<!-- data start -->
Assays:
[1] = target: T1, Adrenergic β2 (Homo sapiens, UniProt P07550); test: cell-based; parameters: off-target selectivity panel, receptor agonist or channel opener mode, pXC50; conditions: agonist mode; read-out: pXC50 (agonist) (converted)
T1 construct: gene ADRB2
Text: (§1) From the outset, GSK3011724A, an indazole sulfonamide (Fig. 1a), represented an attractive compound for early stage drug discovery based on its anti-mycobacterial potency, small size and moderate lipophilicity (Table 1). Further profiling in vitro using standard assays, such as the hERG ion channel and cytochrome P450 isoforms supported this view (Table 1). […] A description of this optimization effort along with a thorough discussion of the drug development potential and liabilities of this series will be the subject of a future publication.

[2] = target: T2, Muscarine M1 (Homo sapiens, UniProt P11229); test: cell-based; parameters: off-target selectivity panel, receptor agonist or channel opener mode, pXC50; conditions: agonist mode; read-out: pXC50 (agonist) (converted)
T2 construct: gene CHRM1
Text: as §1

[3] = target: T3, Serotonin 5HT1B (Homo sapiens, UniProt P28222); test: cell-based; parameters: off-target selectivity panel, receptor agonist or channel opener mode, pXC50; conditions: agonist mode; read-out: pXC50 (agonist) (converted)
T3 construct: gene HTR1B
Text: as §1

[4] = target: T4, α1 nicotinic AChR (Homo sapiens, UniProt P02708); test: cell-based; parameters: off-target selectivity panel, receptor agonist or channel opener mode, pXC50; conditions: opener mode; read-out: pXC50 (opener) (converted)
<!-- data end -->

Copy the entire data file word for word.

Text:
Assays:
[1] = target: T1, Adrenergic β2 (Homo sapiens, UniProt P07550); test: cell-based; parameters: off-target selectivity panel, receptor agonist or channel opener mode, pXC50; conditions: agonist mode; read-out: pXC50 (agonist) (converted)
T1 construct: gene ADRB2
Text: (§1) From the outset, GSK3011724A, an indazole sulfonamide (Fig. 1a), represented an attractive compound for early stage drug discovery based on its anti-mycobacterial potency, small size and moderate lipophilicity (Table 1). Further profiling in vitro using standard assays, such as the hERG ion channel and cytochrome P450 isoforms supported this view (Table 1). […] A description of this optimization effort along with a thorough discussion of the drug development potential and liabilities of this series will be the subject of a future publication.

[2] = target: T2, Muscarine M1 (Homo sapiens, UniProt P11229); test: cell-based; parameters: off-target selectivity panel, receptor agonist or channel opener mode, pXC50; conditions: agonist mode; read-out: pXC50 (agonist) (converted)
T2 construct: gene CHRM1
Text: as §1

[3] = target: T3, Serotonin 5HT1B (Homo sapiens, UniProt P28222); test: cell-based; parameters: off-target selectivity panel, receptor agonist or channel opener mode, pXC50; conditions: agonist mode; read-out: pXC50 (agonist) (converted)
T3 construct: gene HTR1B
Text: as §1

[4] = target: T4, α1 nicotinic AChR (Homo sapiens, UniProt P02708); test: cell-based; parameters: off-target selectivity panel, receptor agonist or channel opener mode, pXC50; conditions: opener mode; read-out: pXC50 (opener) (converted)